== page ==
- Paperback: 351 pages
- Publisher: Apress; 1st edition (February 8, 2007)
- Language: English
- ISBN-10: 1590596919
- ISBN-13: 978-1590596913
- Product Dimensions: 7 x 0.9 x 9.2 inches
- Shipping Weight: 1.5 pounds (View shipping rates and policies)
- Average Customer Review: 14 customer reviews
- Amazon Best Sellers Rank: #3,709,776 in Books (See Top 100 in Books)
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Clear Blogging: How People Blogging Are Changing the World and How You Can Join Them 1st Edition
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About the Author
Bob Walsh is the founder of 47Hats, a consulting firm/blog/startup dedicated to helping startups succeed, the author of Micro-ISV: From Vision to Reality, podcaster-in-chief of the Startup Success Podcast, co-moderator of the Joel on Software's Business of Software forum, and creator of StartupToDo.com, a online productivity app and community for startup and microISVs. At his company, Safari Software, Inc., Bob was a contract software developer for more than 20 years before launching, selling and ultimately selling off a Windows personal task manager commercial application. Before getting into information technology, Walsh was a reporter for several news organizations, the most worth bragging about being United Press International (UPI).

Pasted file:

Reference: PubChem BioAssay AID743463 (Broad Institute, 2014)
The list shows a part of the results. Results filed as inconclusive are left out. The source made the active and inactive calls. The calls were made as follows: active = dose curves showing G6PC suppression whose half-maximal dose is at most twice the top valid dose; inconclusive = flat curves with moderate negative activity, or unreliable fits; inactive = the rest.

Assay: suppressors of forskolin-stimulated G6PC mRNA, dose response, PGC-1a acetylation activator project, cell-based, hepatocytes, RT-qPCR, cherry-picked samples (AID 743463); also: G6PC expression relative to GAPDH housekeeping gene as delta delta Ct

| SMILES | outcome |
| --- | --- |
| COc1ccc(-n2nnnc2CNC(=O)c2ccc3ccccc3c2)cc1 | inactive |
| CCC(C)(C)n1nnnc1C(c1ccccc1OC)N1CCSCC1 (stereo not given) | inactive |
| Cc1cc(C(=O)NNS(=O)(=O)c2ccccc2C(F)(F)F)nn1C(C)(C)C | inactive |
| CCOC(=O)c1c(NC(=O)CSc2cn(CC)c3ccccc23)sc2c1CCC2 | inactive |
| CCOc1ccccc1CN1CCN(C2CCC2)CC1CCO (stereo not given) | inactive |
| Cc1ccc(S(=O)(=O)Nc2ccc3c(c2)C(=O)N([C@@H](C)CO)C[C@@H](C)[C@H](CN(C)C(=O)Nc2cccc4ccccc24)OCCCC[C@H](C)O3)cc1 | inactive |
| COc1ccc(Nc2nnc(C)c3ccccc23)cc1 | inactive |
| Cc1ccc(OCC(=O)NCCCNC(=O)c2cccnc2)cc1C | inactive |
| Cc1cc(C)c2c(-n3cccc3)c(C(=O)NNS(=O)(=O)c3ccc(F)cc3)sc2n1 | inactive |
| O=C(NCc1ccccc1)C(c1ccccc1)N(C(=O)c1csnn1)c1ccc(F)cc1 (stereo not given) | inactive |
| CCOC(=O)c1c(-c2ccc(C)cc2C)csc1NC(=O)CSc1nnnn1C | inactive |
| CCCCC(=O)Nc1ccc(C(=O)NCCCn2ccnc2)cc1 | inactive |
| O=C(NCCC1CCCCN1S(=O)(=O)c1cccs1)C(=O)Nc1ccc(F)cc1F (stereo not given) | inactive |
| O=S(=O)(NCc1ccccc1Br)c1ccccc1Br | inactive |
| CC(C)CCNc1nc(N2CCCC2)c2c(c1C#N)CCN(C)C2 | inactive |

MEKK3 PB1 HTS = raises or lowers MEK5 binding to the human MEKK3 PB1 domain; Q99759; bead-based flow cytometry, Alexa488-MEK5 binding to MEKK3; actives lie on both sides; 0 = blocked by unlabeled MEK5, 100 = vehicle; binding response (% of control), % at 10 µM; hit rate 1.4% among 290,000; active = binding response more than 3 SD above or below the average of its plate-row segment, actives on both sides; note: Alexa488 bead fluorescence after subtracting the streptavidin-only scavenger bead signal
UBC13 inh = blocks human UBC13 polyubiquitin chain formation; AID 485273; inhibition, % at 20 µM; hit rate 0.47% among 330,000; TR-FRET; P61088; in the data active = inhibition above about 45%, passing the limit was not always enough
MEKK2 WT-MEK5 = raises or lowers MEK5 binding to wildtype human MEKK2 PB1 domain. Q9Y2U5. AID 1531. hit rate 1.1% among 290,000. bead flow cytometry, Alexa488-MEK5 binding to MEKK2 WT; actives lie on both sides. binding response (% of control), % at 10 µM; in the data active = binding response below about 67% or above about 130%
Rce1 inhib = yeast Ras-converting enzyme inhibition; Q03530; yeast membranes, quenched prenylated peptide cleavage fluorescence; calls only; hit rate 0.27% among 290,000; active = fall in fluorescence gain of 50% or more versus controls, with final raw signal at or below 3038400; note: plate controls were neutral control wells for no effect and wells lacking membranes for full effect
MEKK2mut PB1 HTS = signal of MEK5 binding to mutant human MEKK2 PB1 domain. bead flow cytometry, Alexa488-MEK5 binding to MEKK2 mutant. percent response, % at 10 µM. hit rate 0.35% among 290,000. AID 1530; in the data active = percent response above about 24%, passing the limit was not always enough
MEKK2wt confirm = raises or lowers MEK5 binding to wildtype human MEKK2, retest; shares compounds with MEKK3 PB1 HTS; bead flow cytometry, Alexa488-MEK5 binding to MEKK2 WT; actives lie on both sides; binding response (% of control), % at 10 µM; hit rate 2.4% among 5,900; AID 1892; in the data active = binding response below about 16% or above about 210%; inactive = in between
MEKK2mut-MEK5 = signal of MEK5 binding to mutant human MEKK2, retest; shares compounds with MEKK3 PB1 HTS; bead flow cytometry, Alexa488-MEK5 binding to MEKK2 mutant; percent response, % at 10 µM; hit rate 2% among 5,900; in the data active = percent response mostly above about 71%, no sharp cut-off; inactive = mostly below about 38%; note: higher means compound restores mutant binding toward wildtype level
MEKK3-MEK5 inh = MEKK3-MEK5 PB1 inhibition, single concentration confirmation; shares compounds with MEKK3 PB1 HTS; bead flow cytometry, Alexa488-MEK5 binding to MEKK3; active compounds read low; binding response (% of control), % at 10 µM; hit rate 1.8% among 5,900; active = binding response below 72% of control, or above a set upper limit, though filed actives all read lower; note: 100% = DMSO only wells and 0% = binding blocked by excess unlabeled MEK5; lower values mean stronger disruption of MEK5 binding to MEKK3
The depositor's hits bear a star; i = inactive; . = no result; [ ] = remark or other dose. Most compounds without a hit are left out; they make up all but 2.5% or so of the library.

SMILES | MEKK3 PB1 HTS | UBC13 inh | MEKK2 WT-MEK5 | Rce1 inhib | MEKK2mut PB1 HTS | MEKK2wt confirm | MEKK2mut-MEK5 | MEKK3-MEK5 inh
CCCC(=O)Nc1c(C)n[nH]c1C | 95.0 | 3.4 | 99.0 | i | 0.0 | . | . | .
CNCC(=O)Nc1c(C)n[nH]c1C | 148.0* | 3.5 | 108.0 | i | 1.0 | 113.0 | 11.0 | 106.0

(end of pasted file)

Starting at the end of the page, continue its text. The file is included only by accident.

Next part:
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However, for someone who needs to know what this blogging thing is about and how they might be able to use it for their business, either directory or indirectly, this is the perfect place to start. I would estimate that at least half of the book is made up of interviews with either bloggers, people who run blogging companies, or marketing type folk. These interviews, though they get a little long and predictable after a while, lend real life examples to the lessons being taught.
Additionally, there is sufficient attention given to topics such as podcasting, monetization, and social networking to give you a good start on finding out more about these areas.